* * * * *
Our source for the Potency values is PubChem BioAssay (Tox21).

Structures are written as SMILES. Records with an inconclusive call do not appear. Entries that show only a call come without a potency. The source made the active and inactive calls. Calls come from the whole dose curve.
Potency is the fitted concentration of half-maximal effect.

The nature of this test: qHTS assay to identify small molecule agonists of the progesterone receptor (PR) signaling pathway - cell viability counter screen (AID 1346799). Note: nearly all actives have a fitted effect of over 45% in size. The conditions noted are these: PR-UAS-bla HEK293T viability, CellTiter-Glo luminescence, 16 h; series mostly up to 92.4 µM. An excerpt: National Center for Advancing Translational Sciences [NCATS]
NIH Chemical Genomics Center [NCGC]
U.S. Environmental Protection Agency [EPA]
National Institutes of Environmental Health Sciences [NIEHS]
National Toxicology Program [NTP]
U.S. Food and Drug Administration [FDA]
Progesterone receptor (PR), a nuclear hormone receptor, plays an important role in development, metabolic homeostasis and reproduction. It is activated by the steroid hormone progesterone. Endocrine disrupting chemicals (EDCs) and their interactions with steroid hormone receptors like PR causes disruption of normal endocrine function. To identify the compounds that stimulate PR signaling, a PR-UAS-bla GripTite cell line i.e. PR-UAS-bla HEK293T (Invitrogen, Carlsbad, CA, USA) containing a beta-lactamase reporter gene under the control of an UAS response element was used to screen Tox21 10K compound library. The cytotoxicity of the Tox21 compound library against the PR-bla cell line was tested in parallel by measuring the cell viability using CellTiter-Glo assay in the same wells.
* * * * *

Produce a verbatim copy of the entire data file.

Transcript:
Our source for the Potency values is PubChem BioAssay (Tox21).

Structures are written as SMILES. Records with an inconclusive call do not appear. Entries that show only a call come without a potency. The source made the active and inactive calls. Calls come from the whole dose curve.
Potency is the fitted concentration of half-maximal effect.

The nature of this test: qHTS assay to identify small molecule agonists of the progesterone receptor (PR) signaling pathway - cell viability counter screen (AID 1346799). Note: nearly all actives have a fitted effect of over 45% in size. The conditions noted are these: PR-UAS-bla HEK293T viability, CellTiter-Glo luminescence, 16 h; series mostly up to 92.4 µM. An excerpt: National Center for Advancing Translational Sciences [NCATS]
NIH Chemical Genomics Center [NCGC]
U.S. Environmental Protection Agency [EPA]
National Institutes of Environmental Health Sciences [NIEHS]
National Toxicology Program [NTP]
U.S. Food and Drug Administration [FDA]
Progesterone receptor (PR), a nuclear hormone receptor, plays an important role in development, metabolic homeostasis and reproduction. It is activated by the steroid hormone progesterone. Endocrine disrupting chemicals (EDCs) and their interactions with steroid hormone receptors like PR causes disruption of normal endocrine function. To identify the compounds that stimulate PR signaling, a PR-UAS-bla GripTite cell line i.e. PR-UAS-bla HEK293T (Invitrogen, Carlsbad, CA, USA) containing a beta-lactamase reporter gene under the control of an UAS response element was used to screen Tox21 10K compound library. The cytotoxicity of the Tox21 compound library against the PR-bla cell line was tested in parallel by measuring the cell viability using CellTiter-Glo assay in the same wells.